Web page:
INTELLIGENT.LY: What was your first job?
MIKE: My first job ever was working a veterans cemetery in RI. It was a little creepy in the beginning, if I’m honest. But the money was great, and it was a great way to get in shape for football. It also gave me a deeper appreciation for veterans and their families. By the end of the Summer, I loved it.
My first job out of college was selling kitchen knives door-to-door. I learned a lot about what it takes to get people to buy doing that, across the kitchen table. Lessons I still draw on all the time.
INTELLIGENT.LY: Share some of your hidden talents?
MIKE: I can make you something delicious from what’s in your kitchen right now. Yet to be stumped. I’m a pretty good skier, can tell you what your last dream means, am an excellent fire starter, and have no cavities.
INTELLIGENT.LY: Do you do new year’s resolutions? If so, what are they?
MIKE: Focused on living healthy this year. Bob Hower turned me on to an eating program called Whole 30. Basically cutting out sugar, grains, dairy, and alcohol for 30 days with no cheating. First couple weeks are tough, then you get tiger blood. Just tipping into week 3, feels great.
I also got my hands on a rower and really liking that. 5,000 meters in under 27 minutes now, pretty consistent.
INTELLIGENT.LY: What are you most excited about in the Boston tech space?
MIKE: Well, I love this town. No better place to live, raise a family, and build a business, for people trying to do all three.
What I’m excited about in the coming year is the growing list of successful first-time entrepreneurs and young gun investors who are maturing and moving on to their next adventures. I think the next few years are going to be really exciting in Boston, and that they’ll be powered by the wave of entrepreneurs that came onto the scene 5 or 6 years ago. Buckle up.
INTELLIGENT.LY: Talk to us about the importance of mentors and coaches in your professional life. How did these relationships begin?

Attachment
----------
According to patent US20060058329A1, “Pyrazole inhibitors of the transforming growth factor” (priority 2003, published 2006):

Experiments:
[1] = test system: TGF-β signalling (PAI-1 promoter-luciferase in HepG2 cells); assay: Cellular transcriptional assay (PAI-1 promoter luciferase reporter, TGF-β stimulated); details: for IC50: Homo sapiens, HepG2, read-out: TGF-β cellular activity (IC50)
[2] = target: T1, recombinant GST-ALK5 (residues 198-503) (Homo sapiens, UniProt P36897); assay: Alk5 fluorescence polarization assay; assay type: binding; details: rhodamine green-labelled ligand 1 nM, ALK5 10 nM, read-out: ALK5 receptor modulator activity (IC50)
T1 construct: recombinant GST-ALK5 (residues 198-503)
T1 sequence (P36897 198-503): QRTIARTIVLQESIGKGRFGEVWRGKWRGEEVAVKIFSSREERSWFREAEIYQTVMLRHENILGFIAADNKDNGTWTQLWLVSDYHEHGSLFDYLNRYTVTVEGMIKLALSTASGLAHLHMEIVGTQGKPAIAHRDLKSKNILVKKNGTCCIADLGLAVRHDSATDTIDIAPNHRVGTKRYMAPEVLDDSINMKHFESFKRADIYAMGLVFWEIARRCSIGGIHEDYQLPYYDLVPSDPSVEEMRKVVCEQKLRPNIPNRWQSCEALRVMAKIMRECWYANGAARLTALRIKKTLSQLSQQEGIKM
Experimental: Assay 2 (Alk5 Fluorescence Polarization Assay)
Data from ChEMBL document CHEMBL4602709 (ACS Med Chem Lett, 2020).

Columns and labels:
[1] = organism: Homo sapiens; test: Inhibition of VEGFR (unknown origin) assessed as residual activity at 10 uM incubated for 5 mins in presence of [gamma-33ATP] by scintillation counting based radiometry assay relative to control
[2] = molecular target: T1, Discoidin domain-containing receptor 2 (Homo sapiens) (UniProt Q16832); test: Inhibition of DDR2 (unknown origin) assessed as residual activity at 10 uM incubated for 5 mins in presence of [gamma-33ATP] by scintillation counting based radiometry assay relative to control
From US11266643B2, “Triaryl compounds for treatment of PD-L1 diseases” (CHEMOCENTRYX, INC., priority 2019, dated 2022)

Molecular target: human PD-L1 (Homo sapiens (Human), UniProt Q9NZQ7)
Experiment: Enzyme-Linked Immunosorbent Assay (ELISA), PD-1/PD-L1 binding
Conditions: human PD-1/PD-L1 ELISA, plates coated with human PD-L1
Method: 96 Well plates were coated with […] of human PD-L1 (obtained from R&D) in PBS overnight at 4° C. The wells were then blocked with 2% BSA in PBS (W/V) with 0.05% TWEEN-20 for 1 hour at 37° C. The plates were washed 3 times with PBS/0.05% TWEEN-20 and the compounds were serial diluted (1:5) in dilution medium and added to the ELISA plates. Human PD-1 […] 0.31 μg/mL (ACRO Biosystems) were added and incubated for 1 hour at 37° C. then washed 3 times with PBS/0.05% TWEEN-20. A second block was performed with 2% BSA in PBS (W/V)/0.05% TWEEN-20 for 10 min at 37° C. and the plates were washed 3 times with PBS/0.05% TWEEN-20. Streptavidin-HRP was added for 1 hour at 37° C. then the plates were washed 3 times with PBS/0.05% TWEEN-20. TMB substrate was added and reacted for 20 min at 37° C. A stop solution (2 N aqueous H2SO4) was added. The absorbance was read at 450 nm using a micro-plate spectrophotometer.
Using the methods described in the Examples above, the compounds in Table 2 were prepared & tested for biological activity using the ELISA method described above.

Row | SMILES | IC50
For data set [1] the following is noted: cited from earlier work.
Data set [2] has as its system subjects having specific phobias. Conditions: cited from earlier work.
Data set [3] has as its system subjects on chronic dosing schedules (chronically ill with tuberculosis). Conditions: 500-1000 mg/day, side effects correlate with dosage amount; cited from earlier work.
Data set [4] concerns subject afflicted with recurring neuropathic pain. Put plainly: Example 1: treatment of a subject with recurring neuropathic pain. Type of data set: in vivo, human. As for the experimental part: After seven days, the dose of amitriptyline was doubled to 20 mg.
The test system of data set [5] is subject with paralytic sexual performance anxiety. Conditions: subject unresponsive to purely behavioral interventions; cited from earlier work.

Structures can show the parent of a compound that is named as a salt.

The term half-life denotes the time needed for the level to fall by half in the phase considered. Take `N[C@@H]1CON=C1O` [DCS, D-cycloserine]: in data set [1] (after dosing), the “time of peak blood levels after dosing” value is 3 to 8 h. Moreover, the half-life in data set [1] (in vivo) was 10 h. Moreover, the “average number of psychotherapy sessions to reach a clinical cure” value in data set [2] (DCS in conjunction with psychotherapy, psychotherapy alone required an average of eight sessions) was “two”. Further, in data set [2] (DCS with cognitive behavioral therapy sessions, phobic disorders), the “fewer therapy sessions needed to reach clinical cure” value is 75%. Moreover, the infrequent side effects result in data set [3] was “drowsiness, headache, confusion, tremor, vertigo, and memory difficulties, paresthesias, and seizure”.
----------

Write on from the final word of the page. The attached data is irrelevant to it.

MIKE: I’ve been incredibly fortunate to work for people who took an interest in my development, and helped me along the way. In the New York ad world it was people like Jon Tracosas and Andy Brief, Ralph Tuzzo and even George Lois who all taught me the value of a big idea, how to sell it to clients, how to protect it from the onslaught of competing opinions that turns even great ideas to shit. Powerful ju-ju.
I’ve always tried to help people, to be available to them, to focus genuinely on helping to solve their problems. Not to get all cosmic, but I think you get back what you give to the world. I really do.
INTELLIGENT.LY: What is the best leadership advice you ever received?
INTELLIGENT.LY: What’s the most essential function of your job as a leader?
MIKE: To set priorities, communicate them effectively, and support my team in accomplishing the most important things we need to accomplish. So much of it is just that. If you have the right people, the rest kind of takes care of itself.
INTELLIGENT.LY: If you could talk to your past self, when you first became a people leader, what advice would you give yourself?
MIKE: Respect talent. My natural inclination is to reward the people who work the hardest, who demonstrate the best character under pressure. I think early on I valued personal loyalty too highly, over the raw talent that is sometimes wrapped in challenging personalities.
It’s all about balance. A good leader picks the right people, gets them focused on the same results, and works to extract the best from them, for the good of the team. I would like to have learned that a little sooner.
INTELLIGENT.LY: What advice would you give to first time managers?
MIKE: I give it so much, I wrote it down: “How to be an Executive”
INTELLIGENT.LY: What was the hardest lesson you had to learn as a manager/leader?
MIKE: Companies come and go in our business, and to lead one you need to come to terms with hard choices that will affect the lives of people you care about. The solution isn’t not to care, though, it’s to reconcile what is necessary for the business with what is right for the people, and to apply yourself equally in service to both.
Hard lesson. Took a few times for me.